The two main economic sectors which utilize fossil fuels are electricity and transportation. It might be difficult for us to imagine, that there is one global ocean. Our planet is geographically divided into five named oceans. These are the Atlantic, Pacific, Indian, Arctic and Antarctic. As the ocean heats up, there will be a corresponding change in rainfall pattern. Have you realized how hot it has become in recent times? We clearly need to pay more attention to our oceans and the environment at large. Any change in rainfall pattern could lead to catastrophic implication for our food supply as well as the livelihood for many. There is also a gendered approach surrounding ocean mismanagement. While men are predominantly responsible for imposing policies and programmes which damage or destroy the environment, women and girls are disproportionately impacted by the destruction of the environment. This is more pronounced on the African continent where food gathering and collection is done primarily by women in some remote regions. Additionally, more warm water in the tropics could also mean the possibility of more severe hurricanes which will have serious implications for Caribbean societies. Unfortunately, the warmer the oceans become the more the corals are stressed. When the water becomes too warm, stressed corals evict their algae partners. Unfortunately, without the algae, these corals become bleached and die.
Last December governments from close to 200 countries signed the Treaty on Climate Change which aims at reducing global carbon dioxide emissions. However, signing a treaty is the easy part; more commitment is needed from world leaders to achieve the goals outlined in the Paris Treaty. On the other hand, our schools need to be more involved in mattes of the environment. In this aspect, the education ministry should adjust the national curriculum to reflect this.
We must inculcate this consciousness in the younger generation who will take over from us. Where are Jamaica’s young environmentalists? Regretfully, the disconnect between the destruction of the environment and how our lives are impacted is forever widening. One such example is the current outbreak of the Zika Virus which is intricately linked to how we have ill-treated our environment and surroundings. Clearly, we need to become more environmentally conscious. We have dropped the ball as it relates to the protection of the environment and our oceans and now we are reaping the bitter harvest. Interestingly, we cannot place a dollar value on our oceans, there are indeed priceless. Our oceans are alive and most precious.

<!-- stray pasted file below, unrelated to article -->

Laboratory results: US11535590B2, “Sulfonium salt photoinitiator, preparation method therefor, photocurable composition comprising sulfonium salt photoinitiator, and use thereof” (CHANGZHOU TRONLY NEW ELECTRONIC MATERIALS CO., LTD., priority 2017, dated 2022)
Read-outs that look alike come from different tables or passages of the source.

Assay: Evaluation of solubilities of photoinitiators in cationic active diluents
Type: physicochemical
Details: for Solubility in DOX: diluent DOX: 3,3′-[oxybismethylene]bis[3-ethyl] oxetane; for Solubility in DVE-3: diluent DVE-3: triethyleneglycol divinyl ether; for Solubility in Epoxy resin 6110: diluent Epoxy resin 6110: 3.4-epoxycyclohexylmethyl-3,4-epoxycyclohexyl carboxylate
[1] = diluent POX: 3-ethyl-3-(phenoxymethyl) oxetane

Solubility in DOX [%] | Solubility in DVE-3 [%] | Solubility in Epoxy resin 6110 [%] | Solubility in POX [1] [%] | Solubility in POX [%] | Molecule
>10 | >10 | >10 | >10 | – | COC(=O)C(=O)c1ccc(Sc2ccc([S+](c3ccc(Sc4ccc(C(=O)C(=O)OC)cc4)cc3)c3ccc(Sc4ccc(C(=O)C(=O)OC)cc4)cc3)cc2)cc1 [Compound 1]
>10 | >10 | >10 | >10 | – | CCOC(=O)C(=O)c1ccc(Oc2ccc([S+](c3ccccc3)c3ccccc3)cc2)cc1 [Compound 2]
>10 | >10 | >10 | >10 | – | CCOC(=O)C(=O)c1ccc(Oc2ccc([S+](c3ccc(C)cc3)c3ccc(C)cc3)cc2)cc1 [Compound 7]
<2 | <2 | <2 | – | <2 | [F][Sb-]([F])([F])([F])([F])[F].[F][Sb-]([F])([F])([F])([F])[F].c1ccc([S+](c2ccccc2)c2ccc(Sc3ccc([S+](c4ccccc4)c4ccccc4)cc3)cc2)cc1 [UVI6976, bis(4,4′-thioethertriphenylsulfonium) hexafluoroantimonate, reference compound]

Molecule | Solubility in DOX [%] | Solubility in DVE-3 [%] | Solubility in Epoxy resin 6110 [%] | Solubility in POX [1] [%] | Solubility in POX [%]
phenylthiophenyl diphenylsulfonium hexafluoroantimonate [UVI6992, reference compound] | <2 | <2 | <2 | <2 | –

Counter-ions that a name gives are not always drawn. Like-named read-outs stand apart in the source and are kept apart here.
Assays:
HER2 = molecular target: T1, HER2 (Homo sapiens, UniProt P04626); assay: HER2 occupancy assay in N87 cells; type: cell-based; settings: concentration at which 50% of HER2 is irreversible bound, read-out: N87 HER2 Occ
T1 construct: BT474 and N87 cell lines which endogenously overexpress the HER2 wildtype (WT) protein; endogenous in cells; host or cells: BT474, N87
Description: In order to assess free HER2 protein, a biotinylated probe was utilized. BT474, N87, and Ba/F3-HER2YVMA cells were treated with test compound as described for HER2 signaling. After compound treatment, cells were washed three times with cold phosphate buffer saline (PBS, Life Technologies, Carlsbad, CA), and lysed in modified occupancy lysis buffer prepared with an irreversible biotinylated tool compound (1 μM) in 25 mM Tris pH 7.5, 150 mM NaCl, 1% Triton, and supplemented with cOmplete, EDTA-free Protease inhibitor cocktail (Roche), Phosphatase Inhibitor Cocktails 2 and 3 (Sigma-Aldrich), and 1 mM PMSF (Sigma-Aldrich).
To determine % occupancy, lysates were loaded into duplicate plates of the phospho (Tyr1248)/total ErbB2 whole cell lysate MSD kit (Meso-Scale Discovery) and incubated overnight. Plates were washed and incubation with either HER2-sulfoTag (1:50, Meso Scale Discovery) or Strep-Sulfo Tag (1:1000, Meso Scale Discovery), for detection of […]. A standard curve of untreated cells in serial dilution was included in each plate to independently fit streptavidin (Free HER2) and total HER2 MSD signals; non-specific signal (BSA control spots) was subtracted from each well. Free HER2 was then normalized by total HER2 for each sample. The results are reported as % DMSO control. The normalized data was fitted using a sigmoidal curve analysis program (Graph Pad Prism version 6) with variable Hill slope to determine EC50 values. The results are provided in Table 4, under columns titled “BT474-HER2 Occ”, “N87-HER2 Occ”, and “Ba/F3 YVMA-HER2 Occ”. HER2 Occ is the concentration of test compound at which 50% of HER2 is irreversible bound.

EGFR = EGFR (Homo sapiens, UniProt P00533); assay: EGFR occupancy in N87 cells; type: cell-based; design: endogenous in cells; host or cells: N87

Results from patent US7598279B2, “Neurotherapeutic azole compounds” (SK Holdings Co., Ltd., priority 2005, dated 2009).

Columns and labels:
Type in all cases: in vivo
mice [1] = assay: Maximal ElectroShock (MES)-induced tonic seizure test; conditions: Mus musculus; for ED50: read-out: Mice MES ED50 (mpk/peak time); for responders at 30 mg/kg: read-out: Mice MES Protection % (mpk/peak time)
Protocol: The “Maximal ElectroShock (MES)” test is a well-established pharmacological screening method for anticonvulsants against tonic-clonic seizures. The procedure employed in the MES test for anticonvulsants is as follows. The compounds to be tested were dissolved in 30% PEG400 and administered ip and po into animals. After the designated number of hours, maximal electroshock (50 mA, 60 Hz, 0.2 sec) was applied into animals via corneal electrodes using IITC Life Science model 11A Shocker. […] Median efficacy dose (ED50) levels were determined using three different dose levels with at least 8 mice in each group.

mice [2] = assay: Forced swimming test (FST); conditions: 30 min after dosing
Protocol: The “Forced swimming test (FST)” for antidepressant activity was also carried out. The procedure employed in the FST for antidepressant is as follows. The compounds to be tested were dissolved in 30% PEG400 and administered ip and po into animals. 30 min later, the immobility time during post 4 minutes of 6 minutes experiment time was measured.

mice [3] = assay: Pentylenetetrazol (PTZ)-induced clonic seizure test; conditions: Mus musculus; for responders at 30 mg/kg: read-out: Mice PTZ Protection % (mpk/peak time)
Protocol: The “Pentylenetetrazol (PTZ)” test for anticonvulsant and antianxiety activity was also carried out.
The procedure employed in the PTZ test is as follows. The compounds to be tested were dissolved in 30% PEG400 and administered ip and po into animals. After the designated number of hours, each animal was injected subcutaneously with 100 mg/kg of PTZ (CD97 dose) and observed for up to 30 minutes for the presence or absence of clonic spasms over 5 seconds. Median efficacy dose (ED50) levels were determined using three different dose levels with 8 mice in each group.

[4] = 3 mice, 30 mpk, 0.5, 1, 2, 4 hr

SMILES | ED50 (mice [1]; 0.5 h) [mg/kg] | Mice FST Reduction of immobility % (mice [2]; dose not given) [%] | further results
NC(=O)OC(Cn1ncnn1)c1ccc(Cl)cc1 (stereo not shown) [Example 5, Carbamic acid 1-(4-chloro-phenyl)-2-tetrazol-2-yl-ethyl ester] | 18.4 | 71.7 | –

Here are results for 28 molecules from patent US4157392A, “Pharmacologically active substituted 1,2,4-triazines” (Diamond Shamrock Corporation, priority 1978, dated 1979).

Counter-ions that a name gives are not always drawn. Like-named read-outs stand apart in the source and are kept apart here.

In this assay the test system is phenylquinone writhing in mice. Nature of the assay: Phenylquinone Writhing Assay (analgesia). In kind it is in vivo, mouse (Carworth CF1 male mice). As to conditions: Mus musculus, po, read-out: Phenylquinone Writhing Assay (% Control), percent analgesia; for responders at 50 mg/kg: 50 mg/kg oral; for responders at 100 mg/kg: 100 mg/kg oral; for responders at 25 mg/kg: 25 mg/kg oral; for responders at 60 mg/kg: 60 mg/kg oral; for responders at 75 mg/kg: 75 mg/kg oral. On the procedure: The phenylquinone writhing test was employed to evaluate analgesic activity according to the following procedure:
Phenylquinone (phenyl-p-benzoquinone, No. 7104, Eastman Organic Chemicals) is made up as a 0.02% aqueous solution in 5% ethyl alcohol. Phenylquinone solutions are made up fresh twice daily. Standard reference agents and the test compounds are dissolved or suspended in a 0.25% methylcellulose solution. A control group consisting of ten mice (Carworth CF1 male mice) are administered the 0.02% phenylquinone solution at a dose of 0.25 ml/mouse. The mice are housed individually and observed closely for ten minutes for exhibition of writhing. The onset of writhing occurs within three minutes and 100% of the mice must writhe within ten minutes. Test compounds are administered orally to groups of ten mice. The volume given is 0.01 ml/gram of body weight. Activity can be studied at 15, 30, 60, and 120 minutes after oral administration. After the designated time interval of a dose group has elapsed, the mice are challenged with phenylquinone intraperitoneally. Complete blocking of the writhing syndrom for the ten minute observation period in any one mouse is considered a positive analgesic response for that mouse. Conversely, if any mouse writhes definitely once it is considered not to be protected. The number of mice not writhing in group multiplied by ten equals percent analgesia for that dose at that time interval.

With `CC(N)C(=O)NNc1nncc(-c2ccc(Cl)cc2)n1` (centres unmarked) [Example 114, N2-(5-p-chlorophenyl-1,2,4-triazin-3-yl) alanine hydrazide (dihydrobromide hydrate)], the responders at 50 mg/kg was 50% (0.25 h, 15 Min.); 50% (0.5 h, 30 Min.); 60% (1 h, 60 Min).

We need to work together today, not tomorrow in an effort to slow ocean warming. Our energy policy needs a paradigm shift towards that of green energy. Green energy is energy produced in such a way as to minimize the negative effects of the environment. Traditional energy sources, most notably, fossil fuels produce greenhouse gases which contribute to climate change and global warming. We need to explore alternative energy sources, such as solar, wind, geothermal and hydro energy. Now is a good time for us to recommit and redouble our efforts on this World Oceans Day to protect our oceans in order for us to have a healthy planet. We cannot achieve sustainable development without having an effective ocean management policy. In the words of Sylvia Earle with every drop of water you drink, every breath you take, you’re connected to the sea.
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Wayne Campbell is an educator and social commentator with an interest in development policies as they affect culture and or gender issues.